Chairman Greg Ford made the announcement on Twitter over the weekend by thanking Commissioner Jessica Holmes for her lead in helping to champion the effort.
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#Juneteenth will soon be a holiday in #WakeCounty.— Greg Ford (@GregFordNC) July 4, 2020
I can confirm the entire #WakeBOC intends to vote for this proclamation at our July 6 meeting.
Both timely and overdue, we hope state and local governments will follow this example. Thank you @JessicaHolmesNC for the lead!#NCpol pic.twitter.com/YSWkBBAORK
"We could have simply proclaimed Juneteenth as a county holiday and done a resolution. That simply would have been a piece of paper with no material impact," Holmes told ABC11. "As far as I'm concerned, it should have been done prior to Juneteenth. But because we wanted to create real change and actually make it county holiday, that is why we decided to bring it forward at this point in time."
In a news release Monday evening, Wake officials said the county is the first in the state to declare Juneteenth a paid holiday for its employees.
"Juneteenth is not only black history. It is American history," Holmes said in the written statement. "This board is committed to addressing systemic and institutional racism and discrimination. Recognition of Juneteenth is one step of many that we plan to take to do our part, and I hope other counties and municipalities will follow our lead."
Juneteenth, sometimes referred to as Freedom Day or Emancipation Day, stems from the day the last slaves were freed on June 19, 1865 in Galveston, Texas. The date comes two and a half years after President Abraham Lincoln signed the Emancipation Proclamation. News of the president's signing took that long before it reached slaves in Galveston.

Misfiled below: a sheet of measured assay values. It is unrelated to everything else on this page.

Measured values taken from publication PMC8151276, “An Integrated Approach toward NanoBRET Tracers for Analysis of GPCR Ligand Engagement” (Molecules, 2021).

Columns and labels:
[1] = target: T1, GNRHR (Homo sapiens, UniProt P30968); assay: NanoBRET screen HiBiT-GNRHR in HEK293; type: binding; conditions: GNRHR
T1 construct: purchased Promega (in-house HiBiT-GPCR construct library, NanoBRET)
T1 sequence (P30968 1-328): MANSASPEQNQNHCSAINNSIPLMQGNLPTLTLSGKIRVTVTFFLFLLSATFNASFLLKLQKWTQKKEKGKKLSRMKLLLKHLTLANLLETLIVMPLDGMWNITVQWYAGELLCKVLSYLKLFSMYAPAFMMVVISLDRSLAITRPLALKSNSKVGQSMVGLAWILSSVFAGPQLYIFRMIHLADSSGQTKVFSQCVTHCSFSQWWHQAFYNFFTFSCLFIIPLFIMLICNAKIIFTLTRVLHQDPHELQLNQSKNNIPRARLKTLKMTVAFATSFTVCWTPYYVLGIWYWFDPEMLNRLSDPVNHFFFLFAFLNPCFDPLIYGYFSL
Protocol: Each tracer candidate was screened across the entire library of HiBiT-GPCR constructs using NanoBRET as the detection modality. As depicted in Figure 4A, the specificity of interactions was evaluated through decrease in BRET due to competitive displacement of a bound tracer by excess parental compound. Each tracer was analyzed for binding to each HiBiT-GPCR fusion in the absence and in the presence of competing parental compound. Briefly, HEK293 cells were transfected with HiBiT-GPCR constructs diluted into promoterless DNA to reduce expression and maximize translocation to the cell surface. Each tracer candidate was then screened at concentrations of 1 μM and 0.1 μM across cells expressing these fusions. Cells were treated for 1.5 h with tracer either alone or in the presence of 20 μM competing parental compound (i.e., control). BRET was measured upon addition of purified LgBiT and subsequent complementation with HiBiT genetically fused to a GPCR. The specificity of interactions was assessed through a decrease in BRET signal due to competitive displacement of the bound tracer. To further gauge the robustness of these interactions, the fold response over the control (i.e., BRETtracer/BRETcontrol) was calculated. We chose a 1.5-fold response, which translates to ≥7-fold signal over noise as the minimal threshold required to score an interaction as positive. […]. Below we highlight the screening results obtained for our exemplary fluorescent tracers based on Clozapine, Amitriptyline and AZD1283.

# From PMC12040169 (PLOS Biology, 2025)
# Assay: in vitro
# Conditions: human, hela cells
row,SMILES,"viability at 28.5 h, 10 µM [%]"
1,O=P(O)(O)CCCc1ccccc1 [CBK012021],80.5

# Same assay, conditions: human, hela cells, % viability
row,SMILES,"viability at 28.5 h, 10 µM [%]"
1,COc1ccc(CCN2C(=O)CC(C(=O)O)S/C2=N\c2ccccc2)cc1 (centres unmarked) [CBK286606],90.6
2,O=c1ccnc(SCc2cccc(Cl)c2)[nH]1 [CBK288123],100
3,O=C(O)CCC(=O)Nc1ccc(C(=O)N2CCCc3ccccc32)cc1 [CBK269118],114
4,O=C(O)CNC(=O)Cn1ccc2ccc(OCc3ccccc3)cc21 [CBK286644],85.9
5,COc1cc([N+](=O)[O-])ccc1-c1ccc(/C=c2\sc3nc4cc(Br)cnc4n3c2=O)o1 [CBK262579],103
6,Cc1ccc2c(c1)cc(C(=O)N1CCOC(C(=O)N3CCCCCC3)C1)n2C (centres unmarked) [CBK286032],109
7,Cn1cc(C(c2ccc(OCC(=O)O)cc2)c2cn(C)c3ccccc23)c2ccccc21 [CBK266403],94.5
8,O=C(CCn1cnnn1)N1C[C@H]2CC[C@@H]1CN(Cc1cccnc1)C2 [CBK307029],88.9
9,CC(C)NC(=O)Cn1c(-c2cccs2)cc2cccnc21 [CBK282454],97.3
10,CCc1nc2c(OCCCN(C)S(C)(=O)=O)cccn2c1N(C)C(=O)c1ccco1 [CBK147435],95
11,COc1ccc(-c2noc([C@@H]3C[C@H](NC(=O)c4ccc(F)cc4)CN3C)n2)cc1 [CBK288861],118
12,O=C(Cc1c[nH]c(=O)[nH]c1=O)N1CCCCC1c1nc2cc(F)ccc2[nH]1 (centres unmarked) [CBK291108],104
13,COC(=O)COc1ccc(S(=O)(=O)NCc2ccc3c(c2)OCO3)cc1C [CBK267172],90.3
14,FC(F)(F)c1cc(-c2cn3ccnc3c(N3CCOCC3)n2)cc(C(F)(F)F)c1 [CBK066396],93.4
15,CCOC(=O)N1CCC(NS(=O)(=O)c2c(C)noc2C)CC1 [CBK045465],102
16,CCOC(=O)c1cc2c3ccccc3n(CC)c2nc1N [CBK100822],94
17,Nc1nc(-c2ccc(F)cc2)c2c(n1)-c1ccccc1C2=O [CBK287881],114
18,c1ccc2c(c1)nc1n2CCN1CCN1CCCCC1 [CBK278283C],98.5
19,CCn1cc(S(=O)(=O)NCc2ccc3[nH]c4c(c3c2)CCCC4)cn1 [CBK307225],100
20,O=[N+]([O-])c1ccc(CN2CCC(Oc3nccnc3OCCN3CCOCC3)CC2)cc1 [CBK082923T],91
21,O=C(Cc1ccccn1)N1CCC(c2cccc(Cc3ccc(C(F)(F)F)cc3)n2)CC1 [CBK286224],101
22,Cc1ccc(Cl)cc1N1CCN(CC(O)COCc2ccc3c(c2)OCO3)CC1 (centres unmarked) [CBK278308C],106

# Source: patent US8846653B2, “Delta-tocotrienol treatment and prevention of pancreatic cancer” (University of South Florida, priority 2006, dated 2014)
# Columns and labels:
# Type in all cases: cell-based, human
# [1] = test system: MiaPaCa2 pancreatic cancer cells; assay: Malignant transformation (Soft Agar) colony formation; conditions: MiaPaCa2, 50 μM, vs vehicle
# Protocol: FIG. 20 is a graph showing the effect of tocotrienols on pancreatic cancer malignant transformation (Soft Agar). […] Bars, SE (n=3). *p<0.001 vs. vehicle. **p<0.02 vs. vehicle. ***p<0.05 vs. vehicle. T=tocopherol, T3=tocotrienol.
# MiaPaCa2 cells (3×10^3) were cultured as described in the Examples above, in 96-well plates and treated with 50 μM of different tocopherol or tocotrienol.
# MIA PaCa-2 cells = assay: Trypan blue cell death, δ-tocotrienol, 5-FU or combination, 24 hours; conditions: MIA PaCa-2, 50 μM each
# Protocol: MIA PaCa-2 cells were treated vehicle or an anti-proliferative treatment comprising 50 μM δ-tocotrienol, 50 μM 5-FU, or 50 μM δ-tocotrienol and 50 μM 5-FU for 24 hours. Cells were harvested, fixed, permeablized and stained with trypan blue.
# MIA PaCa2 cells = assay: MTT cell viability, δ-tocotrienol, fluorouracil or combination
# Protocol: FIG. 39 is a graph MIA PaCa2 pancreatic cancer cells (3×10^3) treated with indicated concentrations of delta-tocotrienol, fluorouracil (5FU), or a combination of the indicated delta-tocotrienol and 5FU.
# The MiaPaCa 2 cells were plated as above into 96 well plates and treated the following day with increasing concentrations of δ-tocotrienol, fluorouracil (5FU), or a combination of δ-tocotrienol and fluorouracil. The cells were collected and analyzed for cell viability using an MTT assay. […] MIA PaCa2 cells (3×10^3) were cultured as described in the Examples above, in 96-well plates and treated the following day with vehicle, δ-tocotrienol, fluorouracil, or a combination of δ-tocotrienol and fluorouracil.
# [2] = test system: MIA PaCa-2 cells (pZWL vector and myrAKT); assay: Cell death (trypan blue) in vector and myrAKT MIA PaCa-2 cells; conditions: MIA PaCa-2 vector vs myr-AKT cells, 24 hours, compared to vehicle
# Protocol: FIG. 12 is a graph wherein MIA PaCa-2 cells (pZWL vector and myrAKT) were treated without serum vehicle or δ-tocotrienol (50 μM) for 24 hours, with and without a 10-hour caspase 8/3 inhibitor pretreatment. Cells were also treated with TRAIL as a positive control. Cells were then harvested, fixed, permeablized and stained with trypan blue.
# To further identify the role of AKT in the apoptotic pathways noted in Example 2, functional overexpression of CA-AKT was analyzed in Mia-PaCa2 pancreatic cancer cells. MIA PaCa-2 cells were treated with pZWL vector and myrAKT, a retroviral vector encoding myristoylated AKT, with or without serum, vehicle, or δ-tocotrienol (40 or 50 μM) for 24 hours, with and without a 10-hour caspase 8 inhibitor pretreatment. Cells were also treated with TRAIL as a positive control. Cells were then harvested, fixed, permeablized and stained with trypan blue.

Many companies across the United States began to recognize Juneteenth publicly this year and provide it as a paid holiday to their employees.
Across the country, 47 out of the 50 states recognize Juneteenth as a holiday. Hawaii, North Dakota and South Dakota currently do not recognize or celebrate the day.
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Following Chairman Ford's tweet, Raleigh Mayor Mary-Ann Baldwin tweeted her support to say the city would be doing the same.
We will be doing the same in Raleigh.— Mary-Ann Baldwin (@maryannbaldwin) July 4, 2020
"We talk about freedom in America and I think it's very important that we signify this day and make it a paid holiday," said Raleigh Mayor Pro-Tem Corey Branch.
Tuesday afternoon, the Raleigh City Council voted unanimously to recognize Juneteenth as a paid holiday for city employees.
BREAKING: As expected, Raleigh Mayor @maryannbaldwin and the City Council just unanimously approved to recognize Juneteenth as a paid holiday for City employees. Wake County approved the same recognition yesterday for county employees. #Juneteenth #ABC11— DeJuan Hoggard (@DeJuanABC11) July 7, 2020
Both Raleigh and Wake County government plan to count the holiday as a paid one beginning in 2021.
As is the case for several other recognized holidays, Juneteenth will be observed on a Friday if the holiday falls on a Saturday and the Monday after the holiday if June 19 occurs on a Sunday.
Currently, the state of North Carolina recognizes Juneteenth, but not as a paid holiday.
In 2007, state lawmakers passed a bill that would make Juneteenth a paid holiday once it becomes a federally recognized as such.